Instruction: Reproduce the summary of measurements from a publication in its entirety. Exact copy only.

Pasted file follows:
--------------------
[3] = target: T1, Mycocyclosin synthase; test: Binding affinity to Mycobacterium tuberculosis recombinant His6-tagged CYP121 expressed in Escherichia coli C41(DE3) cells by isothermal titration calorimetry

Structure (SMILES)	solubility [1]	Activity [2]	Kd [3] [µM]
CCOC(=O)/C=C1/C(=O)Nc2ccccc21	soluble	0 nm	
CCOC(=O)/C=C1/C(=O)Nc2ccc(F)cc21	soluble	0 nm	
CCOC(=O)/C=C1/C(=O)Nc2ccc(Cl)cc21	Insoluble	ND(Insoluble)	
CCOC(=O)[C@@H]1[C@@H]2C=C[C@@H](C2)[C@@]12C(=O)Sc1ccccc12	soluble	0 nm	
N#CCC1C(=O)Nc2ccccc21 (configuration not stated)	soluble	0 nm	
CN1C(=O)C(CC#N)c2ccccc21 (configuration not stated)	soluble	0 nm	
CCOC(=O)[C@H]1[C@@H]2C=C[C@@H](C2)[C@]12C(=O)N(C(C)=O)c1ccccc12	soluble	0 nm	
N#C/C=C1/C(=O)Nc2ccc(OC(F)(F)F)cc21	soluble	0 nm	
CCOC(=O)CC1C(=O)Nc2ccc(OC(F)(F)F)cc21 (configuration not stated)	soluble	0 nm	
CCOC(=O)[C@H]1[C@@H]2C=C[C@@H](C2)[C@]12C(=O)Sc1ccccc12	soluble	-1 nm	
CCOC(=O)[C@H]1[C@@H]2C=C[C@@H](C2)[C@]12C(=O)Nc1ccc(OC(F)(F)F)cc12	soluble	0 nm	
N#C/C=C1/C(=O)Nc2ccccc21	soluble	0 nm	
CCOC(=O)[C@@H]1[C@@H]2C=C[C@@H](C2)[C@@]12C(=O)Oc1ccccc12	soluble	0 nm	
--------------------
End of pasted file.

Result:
[3] = target: T1, Mycocyclosin synthase; test: Binding affinity to Mycobacterium tuberculosis recombinant His6-tagged CYP121 expressed in Escherichia coli C41(DE3) cells by isothermal titration calorimetry

Structure (SMILES)	solubility [1]	Activity [2]	Kd [3] [µM]
CCOC(=O)/C=C1/C(=O)Nc2ccccc21	soluble	0 nm	
CCOC(=O)/C=C1/C(=O)Nc2ccc(F)cc21	soluble	0 nm	
CCOC(=O)/C=C1/C(=O)Nc2ccc(Cl)cc21	Insoluble	ND(Insoluble)	
CCOC(=O)[C@@H]1[C@@H]2C=C[C@@H](C2)[C@@]12C(=O)Sc1ccccc12	soluble	0 nm	
N#CCC1C(=O)Nc2ccccc21 (configuration not stated)	soluble	0 nm	
CN1C(=O)C(CC#N)c2ccccc21 (configuration not stated)	soluble	0 nm	
CCOC(=O)[C@H]1[C@@H]2C=C[C@@H](C2)[C@]12C(=O)N(C(C)=O)c1ccccc12	soluble	0 nm	
N#C/C=C1/C(=O)Nc2ccc(OC(F)(F)F)cc21	soluble	0 nm	
CCOC(=O)CC1C(=O)Nc2ccc(OC(F)(F)F)cc21 (configuration not stated)	soluble	0 nm	
CCOC(=O)[C@H]1[C@@H]2C=C[C@@H](C2)[C@]12C(=O)Sc1ccccc12	soluble	-1 nm	
CCOC(=O)[C@H]1[C@@H]2C=C[C@@H](C2)[C@]12C(=O)Nc1ccc(OC(F)(F)F)cc12	soluble	0 nm	
N#C/C=C1/C(=O)Nc2ccccc21	soluble	0 nm	
CCOC(=O)[C@@H]1[C@@H]2C=C[C@@H](C2)[C@@]12C(=O)Oc1ccccc12	soluble	0 nm	